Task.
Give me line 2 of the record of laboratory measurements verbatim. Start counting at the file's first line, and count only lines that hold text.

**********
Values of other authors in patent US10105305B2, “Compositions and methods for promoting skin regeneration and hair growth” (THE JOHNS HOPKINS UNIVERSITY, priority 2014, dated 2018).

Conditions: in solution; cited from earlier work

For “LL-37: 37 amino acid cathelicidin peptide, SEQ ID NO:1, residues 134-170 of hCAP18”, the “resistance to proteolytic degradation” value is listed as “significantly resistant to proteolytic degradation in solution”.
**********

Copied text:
Conditions: in solution; cited from earlier work